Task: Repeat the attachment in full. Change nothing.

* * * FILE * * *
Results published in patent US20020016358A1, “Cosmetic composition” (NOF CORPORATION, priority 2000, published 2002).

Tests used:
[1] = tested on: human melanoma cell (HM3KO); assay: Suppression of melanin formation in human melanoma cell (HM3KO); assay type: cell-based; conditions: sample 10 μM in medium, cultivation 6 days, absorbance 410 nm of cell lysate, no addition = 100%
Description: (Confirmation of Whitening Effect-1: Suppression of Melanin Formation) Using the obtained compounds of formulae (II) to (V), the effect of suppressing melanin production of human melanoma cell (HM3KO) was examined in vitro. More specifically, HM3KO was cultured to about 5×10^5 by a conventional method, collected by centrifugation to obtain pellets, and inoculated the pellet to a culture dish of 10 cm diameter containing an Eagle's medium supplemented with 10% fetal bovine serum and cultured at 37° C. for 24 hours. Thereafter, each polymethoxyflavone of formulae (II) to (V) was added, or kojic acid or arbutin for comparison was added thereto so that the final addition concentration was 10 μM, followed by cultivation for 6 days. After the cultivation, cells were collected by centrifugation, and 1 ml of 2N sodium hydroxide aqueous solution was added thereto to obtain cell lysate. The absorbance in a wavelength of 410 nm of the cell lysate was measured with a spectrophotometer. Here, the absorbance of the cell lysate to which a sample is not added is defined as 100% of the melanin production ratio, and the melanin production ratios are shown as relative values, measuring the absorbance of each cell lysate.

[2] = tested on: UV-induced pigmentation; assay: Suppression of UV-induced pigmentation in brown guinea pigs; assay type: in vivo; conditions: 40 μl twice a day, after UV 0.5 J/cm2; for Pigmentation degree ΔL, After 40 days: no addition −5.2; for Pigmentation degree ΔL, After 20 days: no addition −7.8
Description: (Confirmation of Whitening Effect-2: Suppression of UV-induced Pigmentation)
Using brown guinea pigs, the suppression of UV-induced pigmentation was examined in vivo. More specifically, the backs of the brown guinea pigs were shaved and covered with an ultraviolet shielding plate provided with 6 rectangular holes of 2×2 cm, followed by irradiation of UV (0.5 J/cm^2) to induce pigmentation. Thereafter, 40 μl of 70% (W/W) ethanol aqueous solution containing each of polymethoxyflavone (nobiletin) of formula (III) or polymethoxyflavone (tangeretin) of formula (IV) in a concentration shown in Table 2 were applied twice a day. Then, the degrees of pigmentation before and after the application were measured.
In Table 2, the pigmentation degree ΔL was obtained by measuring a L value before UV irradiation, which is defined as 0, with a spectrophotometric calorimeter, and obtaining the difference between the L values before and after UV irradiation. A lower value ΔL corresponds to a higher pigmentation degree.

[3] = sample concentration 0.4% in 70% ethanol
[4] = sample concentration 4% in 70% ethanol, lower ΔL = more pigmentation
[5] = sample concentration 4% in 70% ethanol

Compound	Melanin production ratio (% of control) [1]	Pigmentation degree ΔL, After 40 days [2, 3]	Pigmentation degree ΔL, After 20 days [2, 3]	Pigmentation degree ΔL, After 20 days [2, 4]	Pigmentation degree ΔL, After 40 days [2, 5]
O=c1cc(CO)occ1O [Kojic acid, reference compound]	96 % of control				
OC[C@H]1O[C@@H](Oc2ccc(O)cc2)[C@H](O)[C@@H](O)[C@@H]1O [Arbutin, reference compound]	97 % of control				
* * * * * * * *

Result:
Results published in patent US20020016358A1, “Cosmetic composition” (NOF CORPORATION, priority 2000, published 2002).

Tests used:
[1] = tested on: human melanoma cell (HM3KO); assay: Suppression of melanin formation in human melanoma cell (HM3KO); assay type: cell-based; conditions: sample 10 μM in medium, cultivation 6 days, absorbance 410 nm of cell lysate, no addition = 100%
Description: (Confirmation of Whitening Effect-1: Suppression of Melanin Formation) Using the obtained compounds of formulae (II) to (V), the effect of suppressing melanin production of human melanoma cell (HM3KO) was examined in vitro. More specifically, HM3KO was cultured to about 5×10^5 by a conventional method, collected by centrifugation to obtain pellets, and inoculated the pellet to a culture dish of 10 cm diameter containing an Eagle's medium supplemented with 10% fetal bovine serum and cultured at 37° C. for 24 hours. Thereafter, each polymethoxyflavone of formulae (II) to (V) was added, or kojic acid or arbutin for comparison was added thereto so that the final addition concentration was 10 μM, followed by cultivation for 6 days. After the cultivation, cells were collected by centrifugation, and 1 ml of 2N sodium hydroxide aqueous solution was added thereto to obtain cell lysate. The absorbance in a wavelength of 410 nm of the cell lysate was measured with a spectrophotometer. Here, the absorbance of the cell lysate to which a sample is not added is defined as 100% of the melanin production ratio, and the melanin production ratios are shown as relative values, measuring the absorbance of each cell lysate.

[2] = tested on: UV-induced pigmentation; assay: Suppression of UV-induced pigmentation in brown guinea pigs; assay type: in vivo; conditions: 40 μl twice a day, after UV 0.5 J/cm2; for Pigmentation degree ΔL, After 40 days: no addition −5.2; for Pigmentation degree ΔL, After 20 days: no addition −7.8
Description: (Confirmation of Whitening Effect-2: Suppression of UV-induced Pigmentation)
Using brown guinea pigs, the suppression of UV-induced pigmentation was examined in vivo. More specifically, the backs of the brown guinea pigs were shaved and covered with an ultraviolet shielding plate provided with 6 rectangular holes of 2×2 cm, followed by irradiation of UV (0.5 J/cm^2) to induce pigmentation. Thereafter, 40 μl of 70% (W/W) ethanol aqueous solution containing each of polymethoxyflavone (nobiletin) of formula (III) or polymethoxyflavone (tangeretin) of formula (IV) in a concentration shown in Table 2 were applied twice a day. Then, the degrees of pigmentation before and after the application were measured.
In Table 2, the pigmentation degree ΔL was obtained by measuring a L value before UV irradiation, which is defined as 0, with a spectrophotometric calorimeter, and obtaining the difference between the L values before and after UV irradiation. A lower value ΔL corresponds to a higher pigmentation degree.

[3] = sample concentration 0.4% in 70% ethanol
[4] = sample concentration 4% in 70% ethanol, lower ΔL = more pigmentation
[5] = sample concentration 4% in 70% ethanol

Compound	Melanin production ratio (% of control) [1]	Pigmentation degree ΔL, After 40 days [2, 3]	Pigmentation degree ΔL, After 20 days [2, 3]	Pigmentation degree ΔL, After 20 days [2, 4]	Pigmentation degree ΔL, After 40 days [2, 5]
O=c1cc(CO)occ1O [Kojic acid, reference compound]	96 % of control				
OC[C@H]1O[C@@H](Oc2ccc(O)cc2)[C@H](O)[C@@H](O)[C@@H]1O [Arbutin, reference compound]	97 % of control				